Junior running back/tight end Trey Burton, sweat still pouring off his face, didn’t view the delay as a distraction. Instead, a chance to adapt to a situation they might encounter during the season.
“We know every game isn’t going to be perfect weather-wise,’’ Burton said. “The leaders and the older guys knew we had to scrimmage. We needed this game-situation type stuff and I feel like it went really well. It should be a good test for the season if something does happen like this.”
While Muschamp prefers to watch film after a scrimmage before providing too much analysis, his initial reaction after Saturday’s scrimmage was positive.
“I want crispness in and out of the huddle offensively [in a first scrimmage]; I want a good run game, which I thought we had,’’ he said.
While Muschamp watched the scrimmage from the field, running backs coach Brian White, offensive coordinator Brent Pease and defensive line coach Bryant Young coached from the press box. The game-day simulation seemed to help.
“We had good timing with our substitutions, we had good communication defensively. We didn’t blow anything. There weren’t a lot of blown assignments from what I could see,’’ Muschamp said. “We had good crisp tackling for a first scrimmage, which is always a concern. So overall I thought it was very positive.”
WHAT ABOUT THE QUARTERBACKS?
The quarterback battle between sophomores Jeff Driskel and Jacoby Brissett didn’t change after the first scrimmage. Both Driskel and Brissett took plenty of snaps on Saturday and remain in the hunt to start the season opener Sept. 1.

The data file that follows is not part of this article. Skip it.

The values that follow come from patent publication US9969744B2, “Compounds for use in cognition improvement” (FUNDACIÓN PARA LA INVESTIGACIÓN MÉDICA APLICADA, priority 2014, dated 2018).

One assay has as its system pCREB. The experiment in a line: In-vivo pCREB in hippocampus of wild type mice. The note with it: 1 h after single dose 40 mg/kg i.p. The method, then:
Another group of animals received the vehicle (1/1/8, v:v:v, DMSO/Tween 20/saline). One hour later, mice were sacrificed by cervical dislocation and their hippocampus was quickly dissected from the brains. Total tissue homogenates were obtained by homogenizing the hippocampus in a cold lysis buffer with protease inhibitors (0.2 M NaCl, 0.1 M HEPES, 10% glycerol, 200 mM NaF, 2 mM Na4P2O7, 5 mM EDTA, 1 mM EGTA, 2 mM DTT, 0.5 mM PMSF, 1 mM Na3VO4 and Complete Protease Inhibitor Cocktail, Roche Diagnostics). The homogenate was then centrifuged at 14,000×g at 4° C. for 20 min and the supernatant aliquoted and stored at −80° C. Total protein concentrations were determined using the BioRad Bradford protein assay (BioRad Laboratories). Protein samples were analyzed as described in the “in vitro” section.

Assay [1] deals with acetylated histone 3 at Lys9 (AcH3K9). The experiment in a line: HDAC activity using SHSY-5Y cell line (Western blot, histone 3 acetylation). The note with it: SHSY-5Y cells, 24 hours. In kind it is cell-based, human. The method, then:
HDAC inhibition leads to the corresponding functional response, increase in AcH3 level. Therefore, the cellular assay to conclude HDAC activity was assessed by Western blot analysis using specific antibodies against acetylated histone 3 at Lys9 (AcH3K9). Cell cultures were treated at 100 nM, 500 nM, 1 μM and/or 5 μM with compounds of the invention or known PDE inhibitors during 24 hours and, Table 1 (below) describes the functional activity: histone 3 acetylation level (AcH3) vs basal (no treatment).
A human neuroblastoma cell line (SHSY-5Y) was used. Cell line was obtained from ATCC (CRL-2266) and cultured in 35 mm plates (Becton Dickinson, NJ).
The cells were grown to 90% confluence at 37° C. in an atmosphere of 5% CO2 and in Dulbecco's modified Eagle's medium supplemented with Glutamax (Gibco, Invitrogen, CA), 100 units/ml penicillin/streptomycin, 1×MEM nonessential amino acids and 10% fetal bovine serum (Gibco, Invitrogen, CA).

“You see some really good things and I think you see a closely contested battle,’’ Muschamp said. “We’ve got a tough decision. We can win with both guys. They are both very capable of moving and winning with this football team.”
Muschamp said earlier in the week not to expect a decision until after at least three scrimmages. He wants to have a full evaluation of both players.
“I always defer to the tape,’’ he said. “I tell the players, ‘the tape is your résumé. When I want to look at your resumé, I look at the tape. I don’t listen to what you tell me. I don’t listen to what any of your fans or your parents tell me. I watch the tape.’ “ CAMP CAMARADERIE
The Gators moved in together at a local hotel following Saturday’s scrimmage. They will spend the next week anchored at the hotel leading up to their next scrimmage on Friday.
The time together in camp is an important one in Muschamp’s view.
“It’s training camp,’’ he said. ‘That’s what you do. You bond with your teammates, you find out a lot about guys on the team you’ve never known and their backgrounds. You spend a lot of time together. I think it’s a very important part of the growing experience that you have as a player here at the University of Florida. We really enjoy this week as we move forward.”
Once they break camp at the hotel, the Gators will meet the public on Saturday at Verizon Fan Day following a practice at the Swamp from 9-11 a.m. that is open to the public.
“We’ll all be excited to have all the Gator Nation watching us practice,’’ Muschamp said. “I can’t wait.”